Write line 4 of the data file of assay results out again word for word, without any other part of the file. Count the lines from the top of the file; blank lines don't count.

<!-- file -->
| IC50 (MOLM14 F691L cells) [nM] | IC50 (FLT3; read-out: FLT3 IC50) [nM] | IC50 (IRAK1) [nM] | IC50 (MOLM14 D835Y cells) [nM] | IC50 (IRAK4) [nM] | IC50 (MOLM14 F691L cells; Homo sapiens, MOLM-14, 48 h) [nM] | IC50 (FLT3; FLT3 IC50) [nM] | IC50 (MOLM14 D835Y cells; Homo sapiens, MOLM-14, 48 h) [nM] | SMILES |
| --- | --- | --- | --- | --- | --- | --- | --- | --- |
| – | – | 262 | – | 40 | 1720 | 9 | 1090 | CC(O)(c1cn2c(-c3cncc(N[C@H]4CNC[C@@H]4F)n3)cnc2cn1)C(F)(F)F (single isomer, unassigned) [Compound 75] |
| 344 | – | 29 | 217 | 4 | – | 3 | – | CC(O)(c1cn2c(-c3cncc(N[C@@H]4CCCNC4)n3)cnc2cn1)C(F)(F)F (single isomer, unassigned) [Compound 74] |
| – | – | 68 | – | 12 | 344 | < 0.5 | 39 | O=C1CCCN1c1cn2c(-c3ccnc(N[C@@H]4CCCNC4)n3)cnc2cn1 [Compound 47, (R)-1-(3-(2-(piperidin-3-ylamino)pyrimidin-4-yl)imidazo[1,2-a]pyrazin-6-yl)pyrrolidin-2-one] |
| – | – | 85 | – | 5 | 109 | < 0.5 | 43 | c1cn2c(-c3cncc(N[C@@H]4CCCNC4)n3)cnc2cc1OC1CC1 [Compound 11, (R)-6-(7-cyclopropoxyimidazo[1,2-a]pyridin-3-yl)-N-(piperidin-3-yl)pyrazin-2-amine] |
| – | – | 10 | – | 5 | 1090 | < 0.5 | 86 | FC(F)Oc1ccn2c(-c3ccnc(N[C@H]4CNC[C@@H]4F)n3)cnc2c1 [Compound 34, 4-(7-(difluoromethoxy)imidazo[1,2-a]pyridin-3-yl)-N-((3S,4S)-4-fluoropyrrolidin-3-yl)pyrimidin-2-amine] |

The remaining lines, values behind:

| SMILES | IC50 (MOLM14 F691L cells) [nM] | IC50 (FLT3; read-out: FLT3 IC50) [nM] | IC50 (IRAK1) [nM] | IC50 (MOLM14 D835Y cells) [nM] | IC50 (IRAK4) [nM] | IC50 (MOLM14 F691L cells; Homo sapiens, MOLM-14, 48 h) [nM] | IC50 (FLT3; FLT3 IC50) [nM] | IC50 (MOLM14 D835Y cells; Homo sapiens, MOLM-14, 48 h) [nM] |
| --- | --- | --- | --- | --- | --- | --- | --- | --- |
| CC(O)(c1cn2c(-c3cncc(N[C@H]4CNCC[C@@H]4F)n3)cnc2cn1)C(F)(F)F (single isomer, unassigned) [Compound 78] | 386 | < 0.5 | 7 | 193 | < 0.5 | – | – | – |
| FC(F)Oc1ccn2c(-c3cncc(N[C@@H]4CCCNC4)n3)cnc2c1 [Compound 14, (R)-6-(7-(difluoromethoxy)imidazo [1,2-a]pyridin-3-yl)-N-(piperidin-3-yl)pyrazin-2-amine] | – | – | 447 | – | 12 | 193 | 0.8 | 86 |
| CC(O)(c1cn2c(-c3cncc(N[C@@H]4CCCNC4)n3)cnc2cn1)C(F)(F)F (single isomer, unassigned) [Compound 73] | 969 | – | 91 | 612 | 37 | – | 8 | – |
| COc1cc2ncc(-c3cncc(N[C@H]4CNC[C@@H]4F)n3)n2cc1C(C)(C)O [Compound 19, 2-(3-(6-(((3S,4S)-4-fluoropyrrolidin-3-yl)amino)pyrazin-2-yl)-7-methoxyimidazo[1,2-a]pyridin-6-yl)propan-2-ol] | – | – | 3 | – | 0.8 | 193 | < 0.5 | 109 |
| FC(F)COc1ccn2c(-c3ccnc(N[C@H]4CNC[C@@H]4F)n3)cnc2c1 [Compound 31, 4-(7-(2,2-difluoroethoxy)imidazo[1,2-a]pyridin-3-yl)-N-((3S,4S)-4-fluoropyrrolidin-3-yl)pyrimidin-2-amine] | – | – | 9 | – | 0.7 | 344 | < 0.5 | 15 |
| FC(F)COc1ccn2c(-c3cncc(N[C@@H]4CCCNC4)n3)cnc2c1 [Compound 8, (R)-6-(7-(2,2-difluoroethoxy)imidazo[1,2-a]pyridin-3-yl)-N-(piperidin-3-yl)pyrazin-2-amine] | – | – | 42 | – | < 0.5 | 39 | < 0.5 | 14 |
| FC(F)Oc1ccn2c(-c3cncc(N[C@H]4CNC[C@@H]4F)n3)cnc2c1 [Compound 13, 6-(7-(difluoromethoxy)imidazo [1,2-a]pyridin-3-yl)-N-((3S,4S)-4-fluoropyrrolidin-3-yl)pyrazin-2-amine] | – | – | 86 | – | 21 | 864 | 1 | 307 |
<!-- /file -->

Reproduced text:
| 344 | – | 29 | 217 | 4 | – | 3 | – | CC(O)(c1cn2c(-c3cncc(N[C@@H]4CCCNC4)n3)cnc2cn1)C(F)(F)F (single isomer, unassigned) [Compound 74] |